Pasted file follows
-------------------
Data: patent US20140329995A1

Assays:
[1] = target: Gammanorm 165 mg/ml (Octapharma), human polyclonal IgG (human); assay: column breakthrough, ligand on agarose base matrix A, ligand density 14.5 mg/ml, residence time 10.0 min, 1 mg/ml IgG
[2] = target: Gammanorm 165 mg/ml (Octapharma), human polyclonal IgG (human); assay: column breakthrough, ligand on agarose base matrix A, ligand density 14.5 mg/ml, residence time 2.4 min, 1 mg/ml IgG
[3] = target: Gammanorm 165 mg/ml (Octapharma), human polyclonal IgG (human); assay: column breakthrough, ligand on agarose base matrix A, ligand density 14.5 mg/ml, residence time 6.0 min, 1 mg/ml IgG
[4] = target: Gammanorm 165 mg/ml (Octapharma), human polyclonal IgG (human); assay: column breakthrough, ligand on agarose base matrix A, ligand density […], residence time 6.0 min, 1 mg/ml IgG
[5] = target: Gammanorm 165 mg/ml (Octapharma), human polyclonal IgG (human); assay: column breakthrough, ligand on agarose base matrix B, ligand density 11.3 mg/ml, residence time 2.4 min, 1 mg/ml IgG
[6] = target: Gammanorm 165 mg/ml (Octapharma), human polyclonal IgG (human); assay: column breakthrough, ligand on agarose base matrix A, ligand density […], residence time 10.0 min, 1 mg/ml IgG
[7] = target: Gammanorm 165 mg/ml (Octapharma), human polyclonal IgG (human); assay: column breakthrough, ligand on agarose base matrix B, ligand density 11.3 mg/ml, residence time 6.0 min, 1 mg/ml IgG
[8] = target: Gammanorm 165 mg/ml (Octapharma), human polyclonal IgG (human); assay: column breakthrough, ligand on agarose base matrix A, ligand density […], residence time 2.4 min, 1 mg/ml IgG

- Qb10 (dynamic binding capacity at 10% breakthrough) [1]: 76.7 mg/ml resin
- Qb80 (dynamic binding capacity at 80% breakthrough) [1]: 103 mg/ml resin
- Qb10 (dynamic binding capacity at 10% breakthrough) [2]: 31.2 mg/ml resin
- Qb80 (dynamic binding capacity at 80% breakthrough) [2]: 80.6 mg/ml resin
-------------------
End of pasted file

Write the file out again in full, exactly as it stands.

Data: patent US20140329995A1

Assays:
[1] = target: Gammanorm 165 mg/ml (Octapharma), human polyclonal IgG (human); assay: column breakthrough, ligand on agarose base matrix A, ligand density 14.5 mg/ml, residence time 10.0 min, 1 mg/ml IgG
[2] = target: Gammanorm 165 mg/ml (Octapharma), human polyclonal IgG (human); assay: column breakthrough, ligand on agarose base matrix A, ligand density 14.5 mg/ml, residence time 2.4 min, 1 mg/ml IgG
[3] = target: Gammanorm 165 mg/ml (Octapharma), human polyclonal IgG (human); assay: column breakthrough, ligand on agarose base matrix A, ligand density 14.5 mg/ml, residence time 6.0 min, 1 mg/ml IgG
[4] = target: Gammanorm 165 mg/ml (Octapharma), human polyclonal IgG (human); assay: column breakthrough, ligand on agarose base matrix A, ligand density […], residence time 6.0 min, 1 mg/ml IgG
[5] = target: Gammanorm 165 mg/ml (Octapharma), human polyclonal IgG (human); assay: column breakthrough, ligand on agarose base matrix B, ligand density 11.3 mg/ml, residence time 2.4 min, 1 mg/ml IgG
[6] = target: Gammanorm 165 mg/ml (Octapharma), human polyclonal IgG (human); assay: column breakthrough, ligand on agarose base matrix A, ligand density […], residence time 10.0 min, 1 mg/ml IgG
[7] = target: Gammanorm 165 mg/ml (Octapharma), human polyclonal IgG (human); assay: column breakthrough, ligand on agarose base matrix B, ligand density 11.3 mg/ml, residence time 6.0 min, 1 mg/ml IgG
[8] = target: Gammanorm 165 mg/ml (Octapharma), human polyclonal IgG (human); assay: column breakthrough, ligand on agarose base matrix A, ligand density […], residence time 2.4 min, 1 mg/ml IgG

- Qb10 (dynamic binding capacity at 10% breakthrough) [1]: 76.7 mg/ml resin
- Qb80 (dynamic binding capacity at 80% breakthrough) [1]: 103 mg/ml resin
- Qb10 (dynamic binding capacity at 10% breakthrough) [2]: 31.2 mg/ml resin
- Qb80 (dynamic binding capacity at 80% breakthrough) [2]: 80.6 mg/ml resin